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"The Arts Are For Everyone"

By: Sophia Falbo

With so many diverse people currently living in the world, there’s countless opportunities for people of different backgrounds, races, social classes, genders, religions, etc. to be represented in the Arts. All forms of art—whether it be theater, TV/films, dancing, singing, visual arts, or photography—should be seen as a safe space where every person can fit in. All of these spaces should include people with special needs, more particularly children, who need that exposure into various different forms of art early on in their lives. In an age where we are striving to make everyone feel included, it’s important that we do not forget about special needs children who are truly lacking adequate portrayal, depiction, and engagement in the Arts.

For so many of us today, we can spot people who “look like us” in the movies and TV shows we watch daily, even if representation is far from perfect. However, that is most often not the case for children with disabilities. Wouldn’t you think it can be quite difficult to feel comfortable in your own body and your own self when you don’t see others like you? You don’t have examples in theater and television to idolize? Aside from the viewership perspective, it’s extremely vital that special needs children have their own creative outlet as a way to express themselves and their imaginations. Whether this is through a painting class, a choir lesson, or hands-on photography practice, special needs children should have endless opportunities, just as any other children would have, to explore this! Additionally, kids with special needs should be able to discover their artistry in environments with children who don’t have disabilities. This integration could create additional happiness during their days, some of which can be filled with hours of physical therapy, isolated one-on-one learning, and multiple after-school teachers to help them further their education. Society must embrace the uniqueness of special needs youth, elevate their stories, and practice institutional equity.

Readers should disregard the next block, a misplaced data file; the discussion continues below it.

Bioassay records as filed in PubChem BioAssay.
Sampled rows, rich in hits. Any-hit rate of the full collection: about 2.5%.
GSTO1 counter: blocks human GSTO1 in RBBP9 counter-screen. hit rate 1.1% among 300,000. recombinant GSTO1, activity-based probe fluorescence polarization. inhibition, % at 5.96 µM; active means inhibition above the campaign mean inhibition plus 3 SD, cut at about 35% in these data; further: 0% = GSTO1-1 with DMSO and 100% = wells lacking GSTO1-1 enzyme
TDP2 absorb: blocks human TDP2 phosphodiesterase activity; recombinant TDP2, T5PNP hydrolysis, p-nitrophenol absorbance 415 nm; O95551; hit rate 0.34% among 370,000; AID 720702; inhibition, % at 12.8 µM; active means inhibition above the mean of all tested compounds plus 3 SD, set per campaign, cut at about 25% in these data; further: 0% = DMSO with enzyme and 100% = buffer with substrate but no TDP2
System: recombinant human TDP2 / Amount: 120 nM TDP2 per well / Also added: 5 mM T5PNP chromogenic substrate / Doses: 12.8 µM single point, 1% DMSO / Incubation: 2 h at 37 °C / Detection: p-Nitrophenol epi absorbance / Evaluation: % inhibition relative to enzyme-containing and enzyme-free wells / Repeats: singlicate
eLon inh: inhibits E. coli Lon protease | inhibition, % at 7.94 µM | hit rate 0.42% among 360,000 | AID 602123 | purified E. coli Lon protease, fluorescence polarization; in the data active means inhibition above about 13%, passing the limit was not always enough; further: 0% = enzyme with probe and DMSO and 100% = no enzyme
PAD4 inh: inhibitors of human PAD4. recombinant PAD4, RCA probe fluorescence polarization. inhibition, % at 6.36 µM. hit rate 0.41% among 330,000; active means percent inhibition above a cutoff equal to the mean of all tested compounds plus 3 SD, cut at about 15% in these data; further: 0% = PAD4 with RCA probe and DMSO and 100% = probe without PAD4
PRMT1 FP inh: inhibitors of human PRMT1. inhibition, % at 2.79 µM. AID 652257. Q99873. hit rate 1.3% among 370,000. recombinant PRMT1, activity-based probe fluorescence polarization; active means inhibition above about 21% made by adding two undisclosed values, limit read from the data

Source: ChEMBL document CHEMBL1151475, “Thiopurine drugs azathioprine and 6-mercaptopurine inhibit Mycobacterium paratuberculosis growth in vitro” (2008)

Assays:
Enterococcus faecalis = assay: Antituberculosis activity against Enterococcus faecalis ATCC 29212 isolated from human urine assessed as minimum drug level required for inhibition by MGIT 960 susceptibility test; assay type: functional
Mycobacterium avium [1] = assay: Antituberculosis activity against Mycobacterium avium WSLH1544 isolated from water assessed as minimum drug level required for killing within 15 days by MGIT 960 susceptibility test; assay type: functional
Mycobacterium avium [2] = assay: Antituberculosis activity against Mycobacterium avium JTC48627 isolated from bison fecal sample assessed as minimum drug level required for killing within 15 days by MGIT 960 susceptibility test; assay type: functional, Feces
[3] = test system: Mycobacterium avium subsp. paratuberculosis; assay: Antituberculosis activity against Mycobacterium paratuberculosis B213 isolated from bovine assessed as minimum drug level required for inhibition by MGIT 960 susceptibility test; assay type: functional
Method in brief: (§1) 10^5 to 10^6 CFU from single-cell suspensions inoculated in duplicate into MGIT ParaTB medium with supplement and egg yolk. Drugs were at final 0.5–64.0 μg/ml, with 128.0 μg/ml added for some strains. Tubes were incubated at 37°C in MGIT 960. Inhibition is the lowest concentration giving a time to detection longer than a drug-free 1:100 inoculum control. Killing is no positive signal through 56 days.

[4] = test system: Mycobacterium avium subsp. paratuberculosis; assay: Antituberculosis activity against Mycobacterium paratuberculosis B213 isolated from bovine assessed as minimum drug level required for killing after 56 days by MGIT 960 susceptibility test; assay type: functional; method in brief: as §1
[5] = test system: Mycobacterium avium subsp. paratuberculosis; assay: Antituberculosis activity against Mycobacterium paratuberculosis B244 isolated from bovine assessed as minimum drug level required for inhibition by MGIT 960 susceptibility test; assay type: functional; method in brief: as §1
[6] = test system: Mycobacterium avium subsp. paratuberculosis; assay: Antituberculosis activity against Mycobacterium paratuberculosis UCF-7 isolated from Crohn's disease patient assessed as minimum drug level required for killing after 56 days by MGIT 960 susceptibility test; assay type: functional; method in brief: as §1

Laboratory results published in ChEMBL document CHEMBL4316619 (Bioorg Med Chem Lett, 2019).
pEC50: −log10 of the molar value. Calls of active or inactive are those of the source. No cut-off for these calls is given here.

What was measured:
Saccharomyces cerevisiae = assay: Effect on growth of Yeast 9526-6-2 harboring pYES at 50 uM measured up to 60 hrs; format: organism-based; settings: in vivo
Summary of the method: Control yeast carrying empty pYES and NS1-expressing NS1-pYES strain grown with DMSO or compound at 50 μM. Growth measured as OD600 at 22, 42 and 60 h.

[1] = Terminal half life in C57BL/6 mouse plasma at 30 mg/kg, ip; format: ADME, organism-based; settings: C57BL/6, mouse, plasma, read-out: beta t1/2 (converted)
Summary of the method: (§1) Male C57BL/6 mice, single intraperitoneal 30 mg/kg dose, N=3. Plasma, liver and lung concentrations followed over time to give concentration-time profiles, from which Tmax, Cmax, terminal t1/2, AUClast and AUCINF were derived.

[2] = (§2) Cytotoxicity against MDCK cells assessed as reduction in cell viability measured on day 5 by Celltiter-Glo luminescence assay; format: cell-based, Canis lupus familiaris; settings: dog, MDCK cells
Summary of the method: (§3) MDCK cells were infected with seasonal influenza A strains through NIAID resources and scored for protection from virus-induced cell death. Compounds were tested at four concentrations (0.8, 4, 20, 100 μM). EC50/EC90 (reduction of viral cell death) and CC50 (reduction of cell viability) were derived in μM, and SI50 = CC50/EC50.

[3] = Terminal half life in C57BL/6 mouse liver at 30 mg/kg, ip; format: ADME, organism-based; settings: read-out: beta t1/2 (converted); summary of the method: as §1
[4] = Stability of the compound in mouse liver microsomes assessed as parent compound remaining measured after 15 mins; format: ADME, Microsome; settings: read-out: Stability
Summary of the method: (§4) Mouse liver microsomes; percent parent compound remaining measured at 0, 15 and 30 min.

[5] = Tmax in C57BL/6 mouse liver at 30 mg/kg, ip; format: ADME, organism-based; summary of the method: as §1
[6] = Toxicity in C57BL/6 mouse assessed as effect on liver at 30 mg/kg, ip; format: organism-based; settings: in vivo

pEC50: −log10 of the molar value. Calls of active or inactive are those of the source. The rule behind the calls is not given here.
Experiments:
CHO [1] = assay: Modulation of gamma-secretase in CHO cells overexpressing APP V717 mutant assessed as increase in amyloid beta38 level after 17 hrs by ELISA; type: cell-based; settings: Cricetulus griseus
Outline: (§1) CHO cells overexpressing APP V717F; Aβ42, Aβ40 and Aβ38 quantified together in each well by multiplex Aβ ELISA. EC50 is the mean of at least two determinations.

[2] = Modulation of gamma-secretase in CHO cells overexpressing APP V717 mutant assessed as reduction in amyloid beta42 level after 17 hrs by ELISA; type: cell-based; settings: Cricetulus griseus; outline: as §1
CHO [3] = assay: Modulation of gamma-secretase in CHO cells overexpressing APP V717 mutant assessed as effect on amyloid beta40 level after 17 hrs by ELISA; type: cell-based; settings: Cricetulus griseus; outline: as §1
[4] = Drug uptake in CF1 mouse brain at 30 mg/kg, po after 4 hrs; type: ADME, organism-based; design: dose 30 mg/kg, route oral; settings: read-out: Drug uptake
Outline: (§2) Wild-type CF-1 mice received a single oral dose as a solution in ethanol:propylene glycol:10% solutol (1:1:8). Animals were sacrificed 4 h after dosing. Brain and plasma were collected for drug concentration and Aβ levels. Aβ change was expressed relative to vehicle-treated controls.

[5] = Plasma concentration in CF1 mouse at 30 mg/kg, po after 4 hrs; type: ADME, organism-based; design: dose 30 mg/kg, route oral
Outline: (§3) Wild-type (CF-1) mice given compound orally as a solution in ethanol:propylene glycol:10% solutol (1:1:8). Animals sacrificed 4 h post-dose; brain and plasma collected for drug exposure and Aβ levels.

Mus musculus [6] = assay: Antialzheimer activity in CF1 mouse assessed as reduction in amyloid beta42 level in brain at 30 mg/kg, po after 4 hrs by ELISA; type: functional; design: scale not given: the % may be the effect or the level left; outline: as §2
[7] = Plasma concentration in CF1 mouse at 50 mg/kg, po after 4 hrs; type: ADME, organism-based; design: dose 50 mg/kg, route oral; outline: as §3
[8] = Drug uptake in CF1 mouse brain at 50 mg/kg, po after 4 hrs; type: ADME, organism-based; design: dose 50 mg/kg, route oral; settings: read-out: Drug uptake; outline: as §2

From the perspective of a teacher of the Arts, I have witnessed how magical serving the Arts community can be; it instills such confidence in special needs children as they discover their talents. There’s nothing more rewarding than watching a new child experience that rush the Arts can bring, from learning a new dance move to picking up a paintbrush for the first time. It’s those small feats that accumulate and build up to giant victories, which are worth so much more to a child with special needs, who may have slightly more difficulty understanding something new. Personal growth and development is essential for any child to have at a young age. Exposure into numerous fields in the Arts is what can make such a difference in the life of a special needs child.

The Arts transcend language, geographical, and intellectual boundaries. It should be seen as a community aimed towards exposing people to diversity and cultivating self-assurance in those who need it. More importantly, the Arts should be a place where everyone can be their authentic selves and share their various passions for such beautiful crafts with others. Not only that, but the Arts can help raise awareness for many special needs conditions that are less-popular and known in the media. Through something as small as an hour-dance class, both children and adults can learn about disorders that don’t get nearly as much attention as they really deserve. Through the actual art forms themselves, combined with the other children and adults who are active participants in that artistic lesson, special needs children can feel safe, welcome, and understood.

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